during 1964. Alan G. Macpherson has recently succeeded in reorganising the data in about 1,500 individual families, of which some 600 are Macphersons. Cross-referencing has begun, and when this is completed an attempt will be made to make the Laggan Registers available in their new form at the Clan House and elsewhere. Eventually it should be possible to produce a report on the Registers, stating conclusions on social structure and population trends in Laggan during the last quarter of the 18th and first half of the 19th centuries. The sort of questions which it will be possible to answer will include: What was the proportion of Macphersons in the Laggan population at that time? and What were the relations between different clans at that time? A good deal of light is cast on the continued functioning of the clan as a social structure, long after its cohesion as a political and economic structure had come to an end. We are doubtless in for a few surprises in this respect, and some old and long-accepted ideas about clan history will be overturned.

      Alan G. Macpherson is currently reading the family papers of the Macpherson of LeRoy and the Oatka Trail in up-state New York, a family which migrated from Badenoch after the Catastrophe at Gaick in 1800 and which has proliferated in numbers and spread across the United States in the intervening 166 years. A report on the history of this family will eventually be forthcoming.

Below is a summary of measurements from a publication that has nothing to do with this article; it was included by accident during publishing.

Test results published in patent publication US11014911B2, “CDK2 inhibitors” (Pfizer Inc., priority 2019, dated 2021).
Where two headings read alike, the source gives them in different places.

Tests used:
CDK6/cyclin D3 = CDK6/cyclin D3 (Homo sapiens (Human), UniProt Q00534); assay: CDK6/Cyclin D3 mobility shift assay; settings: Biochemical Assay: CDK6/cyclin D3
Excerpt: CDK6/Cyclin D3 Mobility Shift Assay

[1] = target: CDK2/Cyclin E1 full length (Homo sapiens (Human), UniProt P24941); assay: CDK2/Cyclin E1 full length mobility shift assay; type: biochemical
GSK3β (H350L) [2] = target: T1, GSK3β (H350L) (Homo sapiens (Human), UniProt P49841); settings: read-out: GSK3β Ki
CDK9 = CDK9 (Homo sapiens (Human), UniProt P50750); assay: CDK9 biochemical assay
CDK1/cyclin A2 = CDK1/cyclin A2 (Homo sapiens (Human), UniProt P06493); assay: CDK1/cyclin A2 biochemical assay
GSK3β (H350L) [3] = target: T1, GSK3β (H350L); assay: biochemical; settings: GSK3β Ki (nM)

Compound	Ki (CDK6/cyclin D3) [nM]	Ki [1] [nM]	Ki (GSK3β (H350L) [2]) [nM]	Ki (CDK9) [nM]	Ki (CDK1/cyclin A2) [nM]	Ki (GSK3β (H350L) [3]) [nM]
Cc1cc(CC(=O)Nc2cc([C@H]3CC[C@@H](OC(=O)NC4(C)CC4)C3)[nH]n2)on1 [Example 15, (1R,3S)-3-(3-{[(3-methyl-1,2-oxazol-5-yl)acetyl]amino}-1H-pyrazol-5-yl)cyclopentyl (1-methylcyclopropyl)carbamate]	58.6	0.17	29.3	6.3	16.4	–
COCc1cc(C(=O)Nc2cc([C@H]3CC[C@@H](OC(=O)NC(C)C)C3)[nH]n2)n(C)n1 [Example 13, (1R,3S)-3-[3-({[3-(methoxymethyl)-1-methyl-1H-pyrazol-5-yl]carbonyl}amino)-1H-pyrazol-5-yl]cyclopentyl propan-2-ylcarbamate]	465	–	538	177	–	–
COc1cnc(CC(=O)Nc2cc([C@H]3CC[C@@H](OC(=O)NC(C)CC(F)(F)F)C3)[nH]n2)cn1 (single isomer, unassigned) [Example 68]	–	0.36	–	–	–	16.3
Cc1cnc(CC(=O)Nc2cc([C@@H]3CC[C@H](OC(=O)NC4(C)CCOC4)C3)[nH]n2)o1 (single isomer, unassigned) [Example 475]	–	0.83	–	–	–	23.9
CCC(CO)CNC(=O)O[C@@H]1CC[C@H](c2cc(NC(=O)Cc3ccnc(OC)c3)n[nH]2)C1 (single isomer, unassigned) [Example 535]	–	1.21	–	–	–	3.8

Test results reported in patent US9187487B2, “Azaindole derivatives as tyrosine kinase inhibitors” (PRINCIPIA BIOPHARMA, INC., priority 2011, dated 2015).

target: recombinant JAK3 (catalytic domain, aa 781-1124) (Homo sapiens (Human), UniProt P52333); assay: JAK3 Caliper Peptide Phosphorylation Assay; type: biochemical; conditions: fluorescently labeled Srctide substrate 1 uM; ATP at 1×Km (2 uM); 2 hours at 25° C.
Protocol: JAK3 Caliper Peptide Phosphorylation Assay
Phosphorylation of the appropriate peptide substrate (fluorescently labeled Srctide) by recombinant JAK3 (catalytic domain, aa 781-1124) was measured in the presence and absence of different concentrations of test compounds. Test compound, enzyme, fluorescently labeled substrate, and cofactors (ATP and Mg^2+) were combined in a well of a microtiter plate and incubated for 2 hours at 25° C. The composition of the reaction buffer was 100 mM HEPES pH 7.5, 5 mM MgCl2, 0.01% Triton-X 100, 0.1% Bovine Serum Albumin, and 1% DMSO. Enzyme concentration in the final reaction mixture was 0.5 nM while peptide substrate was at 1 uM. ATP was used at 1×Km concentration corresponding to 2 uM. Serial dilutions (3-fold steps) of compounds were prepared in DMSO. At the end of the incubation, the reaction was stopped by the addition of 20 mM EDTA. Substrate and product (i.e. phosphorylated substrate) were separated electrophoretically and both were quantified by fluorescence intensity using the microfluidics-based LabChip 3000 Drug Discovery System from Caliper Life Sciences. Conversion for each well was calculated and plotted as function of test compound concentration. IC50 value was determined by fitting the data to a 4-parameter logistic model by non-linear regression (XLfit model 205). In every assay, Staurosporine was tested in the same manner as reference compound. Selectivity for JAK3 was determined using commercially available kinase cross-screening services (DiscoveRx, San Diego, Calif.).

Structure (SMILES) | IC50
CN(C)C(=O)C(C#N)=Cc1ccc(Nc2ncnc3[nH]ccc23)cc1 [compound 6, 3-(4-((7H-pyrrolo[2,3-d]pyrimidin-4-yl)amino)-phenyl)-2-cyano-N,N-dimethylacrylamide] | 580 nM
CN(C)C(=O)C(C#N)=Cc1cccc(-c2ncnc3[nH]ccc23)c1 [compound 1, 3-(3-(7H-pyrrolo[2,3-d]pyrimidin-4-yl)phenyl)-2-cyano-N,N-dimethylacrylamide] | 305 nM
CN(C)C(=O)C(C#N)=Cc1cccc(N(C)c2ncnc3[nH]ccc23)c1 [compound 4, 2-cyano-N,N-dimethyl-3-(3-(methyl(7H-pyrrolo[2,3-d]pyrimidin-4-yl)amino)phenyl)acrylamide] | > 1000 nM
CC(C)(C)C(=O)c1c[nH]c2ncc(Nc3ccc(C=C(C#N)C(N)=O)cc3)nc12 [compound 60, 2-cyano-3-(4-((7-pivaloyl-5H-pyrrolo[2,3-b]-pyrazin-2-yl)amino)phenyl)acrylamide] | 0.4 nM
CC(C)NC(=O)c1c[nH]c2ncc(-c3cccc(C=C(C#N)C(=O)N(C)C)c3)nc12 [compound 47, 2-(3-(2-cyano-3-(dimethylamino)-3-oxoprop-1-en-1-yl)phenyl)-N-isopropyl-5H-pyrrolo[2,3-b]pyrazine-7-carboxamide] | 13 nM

Finally, members will be interested to know that Scottish Studies, the magazine of the School of Scottish Studies at the University of Edinburgh, will carry an article entitled "An Old Highland Genealogy and the Evolution of a Scottish Clan" in its Spring issue of 1966. Written by Alan G. Macpherson, this article is based on the Invereshie Genealogy of 1705. It includes a detailed documentary authentication of the genealogy (which itself is one of the most important documents in the Clan Museum). The article is regarded as a breakthrough in our understanding of what a clan really was in its internal structure and its origins.

                              A.G.M., A.F.M., A.I.S.M., J.E.M. and LL.C.M.


                                                            "That this may be a sign among
                                                             you, that when your children ask
                                                             their fathers in time to come, saying
                                                             'What mean ye by these stones'."
                                                                                                                   Josh. 4:6

      No doubt Macphersons had these words in mind when they erected some of the Monuments which can be seen in Badenoch. The variety of the countryside in Badenoch is most suitable for the erection of outstanding memorials and Clansmen have taken full advantage of this to commemorate the great men who have belonged to the district.